12 Mar How Exploration Can Regain Its Digital Mojo
By far the most data intense function in the oil and gas value chain is exploration, but exploration is far from being digital. How might it get its mojo back?
Exploration – a digital early adopter
The exploration function of oil and gas has always been able to attract funding and technology investments. They’re necessary to help collect and interpret the vast volumes of data that characterize geologic formations and highlight the possible presence of oil and gas. After all, the upside can be highly lucrative if the exploration is successful. The upstream departments of oil and gas companies have plenty of rich data sets at hand, and oodles of analytic support, but many will readily admit that they are not particularly digital.
Exploration’s digital paradox
Based on my classic definition of “digital” (a combination of data, analytics and communications with exponential growth trajectories), I wonder why they would classify themselves as digital laggards.
Let’s begin with data. The data volumes in oil and gas (such as seismic data) are enormous, but historically data transmission speeds have been too slow to move the data around. Many exploration departments operate their own private data centers so that the datasets do not have to move along communications networks for analysis. This has historically saved time for geologists and petroleum engineers to the advantage of larger firms able to afford the scale.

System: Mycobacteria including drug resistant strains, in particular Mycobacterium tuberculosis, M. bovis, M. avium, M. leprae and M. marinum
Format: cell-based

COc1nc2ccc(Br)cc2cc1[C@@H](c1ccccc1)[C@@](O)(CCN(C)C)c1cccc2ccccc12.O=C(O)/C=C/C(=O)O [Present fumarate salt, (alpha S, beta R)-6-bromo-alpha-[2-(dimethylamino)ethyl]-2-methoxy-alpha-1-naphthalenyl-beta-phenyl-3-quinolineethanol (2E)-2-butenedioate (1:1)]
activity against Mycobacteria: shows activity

Oil and gas companies have traditionally viewed all of their geologic data as highly proprietary and deeply competitive. This makes sense when the value of the underground resource is so dependent on the data. Indeed, there is a lively market in the trade of subsurface data. In the main, however, the tendency has been to keep this data in a company owned data center under lock and key. Indeed, the silos of data inside some exploration departments could lead you to conclude that internal competition is in fact greater than that with others in the industry.